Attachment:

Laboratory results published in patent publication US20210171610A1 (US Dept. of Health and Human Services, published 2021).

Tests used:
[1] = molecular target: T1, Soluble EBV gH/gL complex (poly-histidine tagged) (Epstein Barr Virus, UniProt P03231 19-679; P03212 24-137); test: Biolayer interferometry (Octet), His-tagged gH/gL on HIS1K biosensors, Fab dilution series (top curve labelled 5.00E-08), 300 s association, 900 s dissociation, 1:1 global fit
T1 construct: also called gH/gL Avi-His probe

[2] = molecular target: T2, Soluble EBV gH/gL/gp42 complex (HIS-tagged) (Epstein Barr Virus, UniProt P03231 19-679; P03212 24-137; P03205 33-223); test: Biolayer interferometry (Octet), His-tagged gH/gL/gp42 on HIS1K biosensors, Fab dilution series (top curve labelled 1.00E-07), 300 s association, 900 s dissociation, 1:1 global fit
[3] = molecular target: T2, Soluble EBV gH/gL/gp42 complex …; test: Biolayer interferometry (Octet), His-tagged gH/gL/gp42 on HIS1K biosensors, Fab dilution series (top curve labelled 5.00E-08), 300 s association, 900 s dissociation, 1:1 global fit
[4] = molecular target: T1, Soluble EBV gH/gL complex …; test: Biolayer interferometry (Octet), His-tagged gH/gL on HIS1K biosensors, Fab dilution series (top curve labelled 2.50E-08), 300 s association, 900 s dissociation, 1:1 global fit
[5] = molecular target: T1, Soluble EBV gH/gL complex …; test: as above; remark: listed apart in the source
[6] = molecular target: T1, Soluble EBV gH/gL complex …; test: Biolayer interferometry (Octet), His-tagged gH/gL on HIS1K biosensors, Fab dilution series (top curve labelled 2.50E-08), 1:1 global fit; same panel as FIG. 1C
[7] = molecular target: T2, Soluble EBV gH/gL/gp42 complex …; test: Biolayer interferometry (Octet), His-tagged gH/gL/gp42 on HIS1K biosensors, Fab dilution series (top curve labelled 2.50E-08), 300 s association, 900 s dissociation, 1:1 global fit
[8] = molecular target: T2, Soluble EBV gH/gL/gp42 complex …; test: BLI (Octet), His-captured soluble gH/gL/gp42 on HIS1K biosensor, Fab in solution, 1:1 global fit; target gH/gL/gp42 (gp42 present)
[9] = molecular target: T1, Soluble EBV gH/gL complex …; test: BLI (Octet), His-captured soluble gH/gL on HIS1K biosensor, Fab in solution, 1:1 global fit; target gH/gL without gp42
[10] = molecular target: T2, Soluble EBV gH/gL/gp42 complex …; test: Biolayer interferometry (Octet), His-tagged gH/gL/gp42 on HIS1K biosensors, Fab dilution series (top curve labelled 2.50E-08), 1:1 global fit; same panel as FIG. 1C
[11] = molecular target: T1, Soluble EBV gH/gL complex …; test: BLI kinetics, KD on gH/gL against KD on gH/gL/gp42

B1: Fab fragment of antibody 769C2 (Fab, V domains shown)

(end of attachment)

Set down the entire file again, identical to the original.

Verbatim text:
Laboratory results published in patent publication US20210171610A1 (US Dept. of Health and Human Services, published 2021).

Tests used:
[1] = molecular target: T1, Soluble EBV gH/gL complex (poly-histidine tagged) (Epstein Barr Virus, UniProt P03231 19-679; P03212 24-137); test: Biolayer interferometry (Octet), His-tagged gH/gL on HIS1K biosensors, Fab dilution series (top curve labelled 5.00E-08), 300 s association, 900 s dissociation, 1:1 global fit
T1 construct: also called gH/gL Avi-His probe

[2] = molecular target: T2, Soluble EBV gH/gL/gp42 complex (HIS-tagged) (Epstein Barr Virus, UniProt P03231 19-679; P03212 24-137; P03205 33-223); test: Biolayer interferometry (Octet), His-tagged gH/gL/gp42 on HIS1K biosensors, Fab dilution series (top curve labelled 1.00E-07), 300 s association, 900 s dissociation, 1:1 global fit
[3] = molecular target: T2, Soluble EBV gH/gL/gp42 complex …; test: Biolayer interferometry (Octet), His-tagged gH/gL/gp42 on HIS1K biosensors, Fab dilution series (top curve labelled 5.00E-08), 300 s association, 900 s dissociation, 1:1 global fit
[4] = molecular target: T1, Soluble EBV gH/gL complex …; test: Biolayer interferometry (Octet), His-tagged gH/gL on HIS1K biosensors, Fab dilution series (top curve labelled 2.50E-08), 300 s association, 900 s dissociation, 1:1 global fit
[5] = molecular target: T1, Soluble EBV gH/gL complex …; test: as above; remark: listed apart in the source
[6] = molecular target: T1, Soluble EBV gH/gL complex …; test: Biolayer interferometry (Octet), His-tagged gH/gL on HIS1K biosensors, Fab dilution series (top curve labelled 2.50E-08), 1:1 global fit; same panel as FIG. 1C
[7] = molecular target: T2, Soluble EBV gH/gL/gp42 complex …; test: Biolayer interferometry (Octet), His-tagged gH/gL/gp42 on HIS1K biosensors, Fab dilution series (top curve labelled 2.50E-08), 300 s association, 900 s dissociation, 1:1 global fit
[8] = molecular target: T2, Soluble EBV gH/gL/gp42 complex …; test: BLI (Octet), His-captured soluble gH/gL/gp42 on HIS1K biosensor, Fab in solution, 1:1 global fit; target gH/gL/gp42 (gp42 present)
[9] = molecular target: T1, Soluble EBV gH/gL complex …; test: BLI (Octet), His-captured soluble gH/gL on HIS1K biosensor, Fab in solution, 1:1 global fit; target gH/gL without gp42
[10] = molecular target: T2, Soluble EBV gH/gL/gp42 complex …; test: Biolayer interferometry (Octet), His-tagged gH/gL/gp42 on HIS1K biosensors, Fab dilution series (top curve labelled 2.50E-08), 1:1 global fit; same panel as FIG. 1C
[11] = molecular target: T1, Soluble EBV gH/gL complex …; test: BLI kinetics, KD on gH/gL against KD on gH/gL/gp42

B1: Fab fragment of antibody 769C2 (Fab, V domains shown)